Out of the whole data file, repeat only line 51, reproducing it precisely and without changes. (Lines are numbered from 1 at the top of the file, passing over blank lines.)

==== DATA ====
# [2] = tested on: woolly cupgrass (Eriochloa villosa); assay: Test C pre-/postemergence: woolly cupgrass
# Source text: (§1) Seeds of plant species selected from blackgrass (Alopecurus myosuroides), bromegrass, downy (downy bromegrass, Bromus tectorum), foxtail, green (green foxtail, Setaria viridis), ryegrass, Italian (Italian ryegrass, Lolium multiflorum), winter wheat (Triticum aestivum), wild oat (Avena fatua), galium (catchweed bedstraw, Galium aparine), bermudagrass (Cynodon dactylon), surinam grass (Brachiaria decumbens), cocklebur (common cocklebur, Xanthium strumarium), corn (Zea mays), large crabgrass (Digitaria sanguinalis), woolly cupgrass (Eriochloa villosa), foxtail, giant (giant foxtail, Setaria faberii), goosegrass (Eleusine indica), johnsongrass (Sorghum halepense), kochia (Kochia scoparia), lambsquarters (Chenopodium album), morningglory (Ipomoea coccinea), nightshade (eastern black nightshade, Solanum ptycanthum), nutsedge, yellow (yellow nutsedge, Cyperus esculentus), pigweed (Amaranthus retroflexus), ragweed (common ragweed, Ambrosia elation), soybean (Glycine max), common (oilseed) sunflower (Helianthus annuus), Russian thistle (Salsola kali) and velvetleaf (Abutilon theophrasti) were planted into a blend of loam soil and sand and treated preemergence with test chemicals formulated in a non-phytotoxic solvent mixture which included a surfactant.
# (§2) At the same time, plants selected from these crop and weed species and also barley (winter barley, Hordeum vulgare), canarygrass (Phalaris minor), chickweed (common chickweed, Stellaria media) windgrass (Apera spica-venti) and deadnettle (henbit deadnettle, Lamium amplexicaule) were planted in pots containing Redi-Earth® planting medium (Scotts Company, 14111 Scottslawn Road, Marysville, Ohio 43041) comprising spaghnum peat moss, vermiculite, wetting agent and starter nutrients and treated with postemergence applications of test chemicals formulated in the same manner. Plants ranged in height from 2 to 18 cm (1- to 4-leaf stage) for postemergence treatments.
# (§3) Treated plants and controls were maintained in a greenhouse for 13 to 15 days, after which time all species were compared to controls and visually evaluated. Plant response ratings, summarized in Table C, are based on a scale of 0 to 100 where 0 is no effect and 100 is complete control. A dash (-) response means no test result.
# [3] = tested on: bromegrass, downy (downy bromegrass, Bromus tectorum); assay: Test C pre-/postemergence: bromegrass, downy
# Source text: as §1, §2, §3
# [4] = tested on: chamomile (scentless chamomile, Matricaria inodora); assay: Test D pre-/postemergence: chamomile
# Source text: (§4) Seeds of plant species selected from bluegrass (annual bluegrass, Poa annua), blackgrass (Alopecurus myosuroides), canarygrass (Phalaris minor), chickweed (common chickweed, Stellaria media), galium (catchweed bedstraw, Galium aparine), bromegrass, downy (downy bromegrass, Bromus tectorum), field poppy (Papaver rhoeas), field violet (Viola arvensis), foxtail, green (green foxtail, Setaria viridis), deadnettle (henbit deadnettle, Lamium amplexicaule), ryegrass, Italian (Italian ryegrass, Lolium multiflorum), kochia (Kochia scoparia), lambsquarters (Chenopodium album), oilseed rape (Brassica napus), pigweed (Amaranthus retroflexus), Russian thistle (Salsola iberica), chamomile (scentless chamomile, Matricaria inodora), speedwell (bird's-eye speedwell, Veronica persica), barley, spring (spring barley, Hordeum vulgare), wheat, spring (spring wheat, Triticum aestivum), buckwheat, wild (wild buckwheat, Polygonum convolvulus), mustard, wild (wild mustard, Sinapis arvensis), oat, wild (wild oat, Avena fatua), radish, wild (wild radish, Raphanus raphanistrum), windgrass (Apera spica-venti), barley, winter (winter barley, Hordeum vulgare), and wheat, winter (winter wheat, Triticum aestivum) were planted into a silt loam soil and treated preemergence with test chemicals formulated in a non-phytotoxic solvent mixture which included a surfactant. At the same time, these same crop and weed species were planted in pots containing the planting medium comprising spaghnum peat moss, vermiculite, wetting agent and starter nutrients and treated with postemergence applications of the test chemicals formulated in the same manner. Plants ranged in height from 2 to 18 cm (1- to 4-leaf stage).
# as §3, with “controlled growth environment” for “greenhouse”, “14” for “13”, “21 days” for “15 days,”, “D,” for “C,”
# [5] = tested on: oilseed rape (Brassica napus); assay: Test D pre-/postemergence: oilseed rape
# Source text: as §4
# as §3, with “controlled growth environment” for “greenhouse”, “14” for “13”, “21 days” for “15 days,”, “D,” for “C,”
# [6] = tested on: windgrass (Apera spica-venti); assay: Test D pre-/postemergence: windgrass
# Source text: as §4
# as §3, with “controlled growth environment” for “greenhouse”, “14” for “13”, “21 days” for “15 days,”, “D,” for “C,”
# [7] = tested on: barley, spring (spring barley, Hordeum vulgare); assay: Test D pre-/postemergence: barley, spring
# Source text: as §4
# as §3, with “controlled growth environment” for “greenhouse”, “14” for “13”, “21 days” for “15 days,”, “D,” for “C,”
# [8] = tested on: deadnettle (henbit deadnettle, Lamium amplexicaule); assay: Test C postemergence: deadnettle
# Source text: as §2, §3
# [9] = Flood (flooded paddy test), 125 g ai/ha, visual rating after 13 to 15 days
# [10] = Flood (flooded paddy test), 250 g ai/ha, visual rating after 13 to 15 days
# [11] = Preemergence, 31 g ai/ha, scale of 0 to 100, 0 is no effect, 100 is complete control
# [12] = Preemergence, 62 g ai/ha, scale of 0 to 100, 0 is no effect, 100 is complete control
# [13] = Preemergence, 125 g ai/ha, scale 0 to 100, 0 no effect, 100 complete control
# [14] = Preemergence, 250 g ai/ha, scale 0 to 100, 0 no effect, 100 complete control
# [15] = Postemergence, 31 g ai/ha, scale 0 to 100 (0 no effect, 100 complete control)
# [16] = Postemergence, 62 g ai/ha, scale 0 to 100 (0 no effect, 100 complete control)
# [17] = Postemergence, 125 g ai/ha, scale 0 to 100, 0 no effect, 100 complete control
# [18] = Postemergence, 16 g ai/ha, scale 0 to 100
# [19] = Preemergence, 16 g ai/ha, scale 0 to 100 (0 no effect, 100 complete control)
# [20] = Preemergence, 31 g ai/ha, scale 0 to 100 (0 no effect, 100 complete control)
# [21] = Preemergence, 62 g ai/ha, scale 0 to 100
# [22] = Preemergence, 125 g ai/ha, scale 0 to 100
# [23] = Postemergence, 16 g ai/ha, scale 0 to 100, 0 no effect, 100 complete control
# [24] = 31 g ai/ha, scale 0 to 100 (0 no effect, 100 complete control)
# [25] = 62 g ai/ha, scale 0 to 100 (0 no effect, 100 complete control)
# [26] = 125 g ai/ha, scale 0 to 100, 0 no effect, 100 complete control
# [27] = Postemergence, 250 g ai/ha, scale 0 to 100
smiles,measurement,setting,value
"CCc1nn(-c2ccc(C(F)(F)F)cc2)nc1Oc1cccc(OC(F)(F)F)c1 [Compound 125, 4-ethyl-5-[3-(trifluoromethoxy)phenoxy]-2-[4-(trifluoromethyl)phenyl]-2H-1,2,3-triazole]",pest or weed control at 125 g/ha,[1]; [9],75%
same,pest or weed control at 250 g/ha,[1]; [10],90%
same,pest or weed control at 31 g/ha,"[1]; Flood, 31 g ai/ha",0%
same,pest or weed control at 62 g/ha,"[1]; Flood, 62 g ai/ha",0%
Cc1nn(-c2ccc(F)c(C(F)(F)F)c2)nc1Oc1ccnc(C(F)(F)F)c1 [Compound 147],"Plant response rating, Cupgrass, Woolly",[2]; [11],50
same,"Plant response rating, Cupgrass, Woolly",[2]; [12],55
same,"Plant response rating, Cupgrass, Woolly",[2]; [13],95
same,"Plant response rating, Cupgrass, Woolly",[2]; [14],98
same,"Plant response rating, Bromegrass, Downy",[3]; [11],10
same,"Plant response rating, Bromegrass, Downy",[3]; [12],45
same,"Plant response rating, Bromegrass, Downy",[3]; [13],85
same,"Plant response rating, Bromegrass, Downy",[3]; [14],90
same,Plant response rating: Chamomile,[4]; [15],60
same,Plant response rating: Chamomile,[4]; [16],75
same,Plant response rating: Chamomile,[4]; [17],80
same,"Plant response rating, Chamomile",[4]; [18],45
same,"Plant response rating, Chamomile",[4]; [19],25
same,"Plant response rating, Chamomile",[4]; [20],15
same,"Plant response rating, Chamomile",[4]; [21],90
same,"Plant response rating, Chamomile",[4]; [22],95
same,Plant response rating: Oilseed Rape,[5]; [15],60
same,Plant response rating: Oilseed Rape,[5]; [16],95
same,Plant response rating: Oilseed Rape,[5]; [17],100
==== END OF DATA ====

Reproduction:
same,"Plant response rating, Bromegrass, Downy",[3]; [13],85